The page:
Saturday, August 20, 2011

Rex Riders by J.P Carlson

Rating: 3.5 out of 5
Reading level: Ages 12 and up
Hardcover: 440 pages
Publisher: Monstrosities Books (June 21, 2011)
Language: English
ISBN-10: 0982579632
ISBN-13: 978-0982579633

This book was an advanced reader copy obtained through the Library Thing website reviewers program.

“When 14-year-old Zeke Calhoun goes to live at his Uncle Jesse's broken-down ranch in Texas, he discovers that he has a natural way with horses and loves to ride. But this is nothing compared to what he finds in a riverbed near the ranch: a mysterious stranger, riddled with bullets, lying face down in the dirt, and a juvenile T-Rex keeping a pack of hungry wolves at bay. Where did the stranger come from? Who shot him and why? While Zeke saves the stranger and sets out to answer these questions, he finds something much more interesting--a bridle in the dinosaur's mouth. From that moment on he knows he is destined to ride the T-Rex. What he does not know, however, is that his actions will set off a chain of events plunging him into an incredible adventure, one that will lead to the discovery of a deadly alliance between Earth and a prehistoric world that could threaten the very fabric of both “

Welcome to the Wild West but not as we know it.

Initial First Impressions
To start with the story was a little slow and choppy. It bounced back and forth between various character point of views trying to set the scene and tell the story. To be honest it got distracting and annoying. But it settled down and then the story flowed easier I then found myself rather enjoying the book. This book is a blend of westerns, sci-fi, and teen angst. I am not normally drawn to or read either of the Western or Sc-Fi genre and I have no idea why this sparked my interest when it became available as an advance reader copy, it just did. I am glad I read it even though it took me a month (eep, to be fair this was not the books fault but my fault for not being able to find time. These days life is busy, busy, busy!).

There are a lot of characters but I guess the main three would be Zeke, Uncle Jesse and Angelina. They were believable but a smidgeon stereotypical of western movies. However, Angelina was not, and was quite an interesting character with strong morals, a little bit of spunk, and intelligence.

Stumpy the cook was perhaps my most favorite character to read and he brought a lot of humor to the book. He was the wise, gentle old man who sort of played negotiator between Uncle Jesse and Zeke.

The bad guy D’allsandro was a fairly decent bad guy. On the scale of baddies one to ten he would be about a six. He was more of an oily snake kind of character then an out right pure evil type of character. He did have a “moment” toward the end of the book, but that was again more of an arrogance moment then pure evil bastard moment.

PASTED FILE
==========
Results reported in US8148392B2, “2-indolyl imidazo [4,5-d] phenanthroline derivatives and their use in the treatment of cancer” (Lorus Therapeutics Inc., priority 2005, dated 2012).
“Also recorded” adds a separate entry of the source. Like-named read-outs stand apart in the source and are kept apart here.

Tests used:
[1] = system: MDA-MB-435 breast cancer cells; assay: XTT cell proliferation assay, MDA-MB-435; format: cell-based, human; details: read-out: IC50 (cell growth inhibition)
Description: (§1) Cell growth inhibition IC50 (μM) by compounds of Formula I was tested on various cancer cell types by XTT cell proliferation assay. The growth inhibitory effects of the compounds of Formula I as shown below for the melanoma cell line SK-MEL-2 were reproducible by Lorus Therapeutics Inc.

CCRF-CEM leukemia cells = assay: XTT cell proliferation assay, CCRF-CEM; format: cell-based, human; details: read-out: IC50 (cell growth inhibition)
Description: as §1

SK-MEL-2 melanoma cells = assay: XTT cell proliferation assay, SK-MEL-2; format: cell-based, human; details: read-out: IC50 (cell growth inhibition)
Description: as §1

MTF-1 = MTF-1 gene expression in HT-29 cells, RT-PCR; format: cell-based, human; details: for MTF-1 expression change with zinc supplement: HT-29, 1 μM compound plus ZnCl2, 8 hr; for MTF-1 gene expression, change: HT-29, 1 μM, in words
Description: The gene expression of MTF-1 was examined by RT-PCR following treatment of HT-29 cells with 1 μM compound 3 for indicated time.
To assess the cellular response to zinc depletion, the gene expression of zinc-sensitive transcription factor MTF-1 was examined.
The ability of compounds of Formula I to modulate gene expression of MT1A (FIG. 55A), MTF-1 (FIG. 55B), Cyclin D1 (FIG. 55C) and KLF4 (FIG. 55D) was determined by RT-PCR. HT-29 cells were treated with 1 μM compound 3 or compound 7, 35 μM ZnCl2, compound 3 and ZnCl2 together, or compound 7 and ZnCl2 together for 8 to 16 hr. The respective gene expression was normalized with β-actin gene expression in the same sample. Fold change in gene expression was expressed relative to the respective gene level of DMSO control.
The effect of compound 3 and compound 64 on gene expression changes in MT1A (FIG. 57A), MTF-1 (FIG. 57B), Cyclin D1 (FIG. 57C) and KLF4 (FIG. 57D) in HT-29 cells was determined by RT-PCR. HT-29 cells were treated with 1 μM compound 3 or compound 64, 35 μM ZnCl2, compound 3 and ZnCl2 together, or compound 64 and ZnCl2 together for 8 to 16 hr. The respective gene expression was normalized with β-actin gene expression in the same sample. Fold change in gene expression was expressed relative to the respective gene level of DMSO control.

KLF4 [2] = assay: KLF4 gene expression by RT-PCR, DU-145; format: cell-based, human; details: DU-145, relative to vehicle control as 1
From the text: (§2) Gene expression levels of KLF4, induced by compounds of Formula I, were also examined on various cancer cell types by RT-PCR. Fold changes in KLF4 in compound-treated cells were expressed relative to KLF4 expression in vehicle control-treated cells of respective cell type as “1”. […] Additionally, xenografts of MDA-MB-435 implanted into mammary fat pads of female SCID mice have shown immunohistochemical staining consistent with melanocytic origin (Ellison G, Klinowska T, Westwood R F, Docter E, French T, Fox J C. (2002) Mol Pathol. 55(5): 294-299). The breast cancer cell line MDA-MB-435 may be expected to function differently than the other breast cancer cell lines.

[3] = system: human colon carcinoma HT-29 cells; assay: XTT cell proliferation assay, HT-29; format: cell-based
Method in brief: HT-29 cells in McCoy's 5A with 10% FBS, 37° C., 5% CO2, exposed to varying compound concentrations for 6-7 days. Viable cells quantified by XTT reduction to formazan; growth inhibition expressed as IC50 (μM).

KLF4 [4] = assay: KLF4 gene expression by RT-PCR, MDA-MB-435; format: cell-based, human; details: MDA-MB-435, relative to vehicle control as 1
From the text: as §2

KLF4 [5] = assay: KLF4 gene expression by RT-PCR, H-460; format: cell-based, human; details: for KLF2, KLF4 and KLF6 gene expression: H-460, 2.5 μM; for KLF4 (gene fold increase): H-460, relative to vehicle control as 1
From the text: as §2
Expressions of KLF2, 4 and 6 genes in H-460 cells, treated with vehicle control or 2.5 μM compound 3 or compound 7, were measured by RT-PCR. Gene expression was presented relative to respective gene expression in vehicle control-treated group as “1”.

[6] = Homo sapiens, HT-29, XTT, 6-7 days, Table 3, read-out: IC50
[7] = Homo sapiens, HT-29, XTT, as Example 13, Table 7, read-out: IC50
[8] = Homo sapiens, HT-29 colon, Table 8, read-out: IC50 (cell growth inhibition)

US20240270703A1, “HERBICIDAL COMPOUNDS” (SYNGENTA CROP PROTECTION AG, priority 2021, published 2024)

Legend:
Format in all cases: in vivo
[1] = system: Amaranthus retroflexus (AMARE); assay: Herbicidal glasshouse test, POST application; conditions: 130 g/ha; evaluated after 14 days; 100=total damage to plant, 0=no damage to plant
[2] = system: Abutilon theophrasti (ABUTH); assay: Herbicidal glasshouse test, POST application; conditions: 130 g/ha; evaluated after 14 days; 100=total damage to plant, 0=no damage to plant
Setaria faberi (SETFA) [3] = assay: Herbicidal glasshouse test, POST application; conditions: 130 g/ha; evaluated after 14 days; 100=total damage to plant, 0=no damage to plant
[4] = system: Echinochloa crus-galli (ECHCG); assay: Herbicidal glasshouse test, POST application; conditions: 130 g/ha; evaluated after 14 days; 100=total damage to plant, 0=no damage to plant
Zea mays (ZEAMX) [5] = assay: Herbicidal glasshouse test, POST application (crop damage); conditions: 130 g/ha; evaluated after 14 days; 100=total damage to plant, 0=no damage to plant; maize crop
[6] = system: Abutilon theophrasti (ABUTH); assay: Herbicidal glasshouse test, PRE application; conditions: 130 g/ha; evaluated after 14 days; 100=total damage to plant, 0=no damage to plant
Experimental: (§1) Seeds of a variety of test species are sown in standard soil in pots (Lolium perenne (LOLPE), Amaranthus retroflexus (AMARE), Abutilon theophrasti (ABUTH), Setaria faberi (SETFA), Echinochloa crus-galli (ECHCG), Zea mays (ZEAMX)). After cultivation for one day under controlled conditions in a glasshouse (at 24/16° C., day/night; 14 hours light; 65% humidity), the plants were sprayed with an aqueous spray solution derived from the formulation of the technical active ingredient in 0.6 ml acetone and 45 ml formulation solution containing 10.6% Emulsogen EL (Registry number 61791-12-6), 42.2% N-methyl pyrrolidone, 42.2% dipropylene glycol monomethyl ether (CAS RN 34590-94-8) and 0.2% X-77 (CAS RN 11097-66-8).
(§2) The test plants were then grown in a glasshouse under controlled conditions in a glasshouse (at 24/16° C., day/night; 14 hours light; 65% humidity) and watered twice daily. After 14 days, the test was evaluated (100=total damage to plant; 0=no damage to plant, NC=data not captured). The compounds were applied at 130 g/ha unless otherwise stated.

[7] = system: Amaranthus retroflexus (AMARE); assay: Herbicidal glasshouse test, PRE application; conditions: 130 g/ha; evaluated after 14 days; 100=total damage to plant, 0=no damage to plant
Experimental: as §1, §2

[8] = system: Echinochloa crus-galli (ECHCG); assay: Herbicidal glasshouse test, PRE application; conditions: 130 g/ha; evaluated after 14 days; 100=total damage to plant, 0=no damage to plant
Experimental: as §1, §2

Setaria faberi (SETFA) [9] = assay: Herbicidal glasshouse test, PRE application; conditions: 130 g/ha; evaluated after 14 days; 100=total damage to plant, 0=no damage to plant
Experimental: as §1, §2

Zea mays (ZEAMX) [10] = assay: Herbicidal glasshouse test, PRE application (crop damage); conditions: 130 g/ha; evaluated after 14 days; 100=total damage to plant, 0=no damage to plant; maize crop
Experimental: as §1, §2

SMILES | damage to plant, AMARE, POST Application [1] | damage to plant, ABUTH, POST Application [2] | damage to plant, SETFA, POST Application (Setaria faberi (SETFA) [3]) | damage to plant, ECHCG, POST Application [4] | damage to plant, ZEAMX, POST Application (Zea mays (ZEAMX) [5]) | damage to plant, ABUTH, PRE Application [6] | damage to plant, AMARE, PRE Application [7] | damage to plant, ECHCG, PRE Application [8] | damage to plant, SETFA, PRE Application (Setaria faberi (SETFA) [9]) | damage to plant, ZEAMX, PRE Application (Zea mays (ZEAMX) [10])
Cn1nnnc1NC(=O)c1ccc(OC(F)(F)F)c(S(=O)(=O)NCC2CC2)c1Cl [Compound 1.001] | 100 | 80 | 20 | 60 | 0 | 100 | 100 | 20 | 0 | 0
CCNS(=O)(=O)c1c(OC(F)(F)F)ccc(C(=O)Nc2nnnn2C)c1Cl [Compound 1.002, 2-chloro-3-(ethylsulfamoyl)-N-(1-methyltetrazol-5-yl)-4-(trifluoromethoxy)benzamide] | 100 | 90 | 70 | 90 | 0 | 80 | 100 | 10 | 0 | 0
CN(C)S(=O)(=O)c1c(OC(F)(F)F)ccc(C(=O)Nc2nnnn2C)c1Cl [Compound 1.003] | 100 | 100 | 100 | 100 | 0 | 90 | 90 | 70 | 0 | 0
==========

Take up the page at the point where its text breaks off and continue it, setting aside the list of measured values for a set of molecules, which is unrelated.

The story was good and interesting. The blending of the western genre and sci-fi (the dinosaurs) was an interesting twist. Other then the choppy point of view and the slow start, the story actually moved at a fairly fast pace with lots of action and excitement.

This is classic pulp fiction. If you are not a fun of the pulp fiction style of writing then it is probably best to stay away from this book. Otherwise it is a fun story .

I really enjoyed the concept of this book. What if humans and dinosaurs had co-existed? Could we have domesticated them? Could we have used them as working animals? How would civilization look with domesticated t-rex’s rather then dogs?

What I didn’t Like
Well the constant jumping from point of views. It seemed really random and sometimes right in the middle of paragraph for about the space of a line. But this is more of a personal I thing. I really hate it when the point of view jumps around so much, for me it is distracting and often I just don’t see the point of knowing what a minor character is thinking when it is obvious (ie the baddie’s henchman not liking one of the main characters, the fact that he always tries to hit,shoot, belittle and bully the main character kinda gives it away that they don’t like each other).

I am not entirely sure how accurate the Professor character was.While fossils had been discovered and collected before 1800’s the first dinosaur wasn’t named till the mid 1800’s. Also given that information took a lot longer to filter around the world back then, depending on his academic base it would be hard for him to be up to date with the latest discoveries. So in short I am not sure if he would have been able to accurately identify the majority of the dinosaurs they discovered, at least not with the terms we know now. This is really a small quibble to be honest as I understand the need for a little suspension of belief to make it easier for today’s readers to understand. Also he would have been forever explaining dinosaurs. But on further thought having the paleontologist making up names could have been a fun experience.

In short
This book was fun. It is not a serious book at all; it’s light, fluffy and campy. I was not the target audience which really would be the teen male market from 13-18 (depending on likes and reading ability), and have seen a few reviews from younger readers who loved this book. Do not take it seriously and you should enjoy it. As for the target group; what teenage boy wouldn’t like this book with cowboys, cool sci-fi devices, Dinosaurs, and action?

To read an excerpt go to Rex Riders

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